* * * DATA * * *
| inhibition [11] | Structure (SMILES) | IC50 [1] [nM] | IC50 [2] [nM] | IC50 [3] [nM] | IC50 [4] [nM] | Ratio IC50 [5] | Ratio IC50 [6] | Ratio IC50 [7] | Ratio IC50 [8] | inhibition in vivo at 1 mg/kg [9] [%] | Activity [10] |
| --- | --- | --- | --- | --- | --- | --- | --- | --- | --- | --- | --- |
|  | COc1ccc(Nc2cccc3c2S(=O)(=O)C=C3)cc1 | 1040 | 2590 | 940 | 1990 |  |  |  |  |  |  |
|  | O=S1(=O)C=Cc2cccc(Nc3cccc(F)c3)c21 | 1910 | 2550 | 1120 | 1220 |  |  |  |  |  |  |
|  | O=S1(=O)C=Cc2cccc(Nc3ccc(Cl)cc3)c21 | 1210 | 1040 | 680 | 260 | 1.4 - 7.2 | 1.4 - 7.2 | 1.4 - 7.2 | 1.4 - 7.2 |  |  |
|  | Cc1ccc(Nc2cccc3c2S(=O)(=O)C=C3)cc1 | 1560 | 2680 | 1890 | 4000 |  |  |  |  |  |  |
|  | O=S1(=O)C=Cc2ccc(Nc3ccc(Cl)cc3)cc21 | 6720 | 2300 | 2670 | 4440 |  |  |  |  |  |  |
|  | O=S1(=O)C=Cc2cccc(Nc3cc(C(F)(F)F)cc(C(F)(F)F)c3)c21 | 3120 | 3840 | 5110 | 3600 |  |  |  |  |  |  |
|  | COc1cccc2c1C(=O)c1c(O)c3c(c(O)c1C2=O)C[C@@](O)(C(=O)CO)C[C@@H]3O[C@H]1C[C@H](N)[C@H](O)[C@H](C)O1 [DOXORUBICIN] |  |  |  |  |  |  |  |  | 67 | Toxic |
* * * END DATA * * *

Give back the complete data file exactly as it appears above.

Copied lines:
| inhibition [11] | Structure (SMILES) | IC50 [1] [nM] | IC50 [2] [nM] | IC50 [3] [nM] | IC50 [4] [nM] | Ratio IC50 [5] | Ratio IC50 [6] | Ratio IC50 [7] | Ratio IC50 [8] | inhibition in vivo at 1 mg/kg [9] [%] | Activity [10] |
| --- | --- | --- | --- | --- | --- | --- | --- | --- | --- | --- | --- |
|  | COc1ccc(Nc2cccc3c2S(=O)(=O)C=C3)cc1 | 1040 | 2590 | 940 | 1990 |  |  |  |  |  |  |
|  | O=S1(=O)C=Cc2cccc(Nc3cccc(F)c3)c21 | 1910 | 2550 | 1120 | 1220 |  |  |  |  |  |  |
|  | O=S1(=O)C=Cc2cccc(Nc3ccc(Cl)cc3)c21 | 1210 | 1040 | 680 | 260 | 1.4 - 7.2 | 1.4 - 7.2 | 1.4 - 7.2 | 1.4 - 7.2 |  |  |
|  | Cc1ccc(Nc2cccc3c2S(=O)(=O)C=C3)cc1 | 1560 | 2680 | 1890 | 4000 |  |  |  |  |  |  |
|  | O=S1(=O)C=Cc2ccc(Nc3ccc(Cl)cc3)cc21 | 6720 | 2300 | 2670 | 4440 |  |  |  |  |  |  |
|  | O=S1(=O)C=Cc2cccc(Nc3cc(C(F)(F)F)cc(C(F)(F)F)c3)c21 | 3120 | 3840 | 5110 | 3600 |  |  |  |  |  |  |
|  | COc1cccc2c1C(=O)c1c(O)c3c(c(O)c1C2=O)C[C@@](O)(C(=O)CO)C[C@@H]3O[C@H]1C[C@H](N)[C@H](O)[C@H](C)O1 [DOXORUBICIN] |  |  |  |  |  |  |  |  | 67 | Toxic |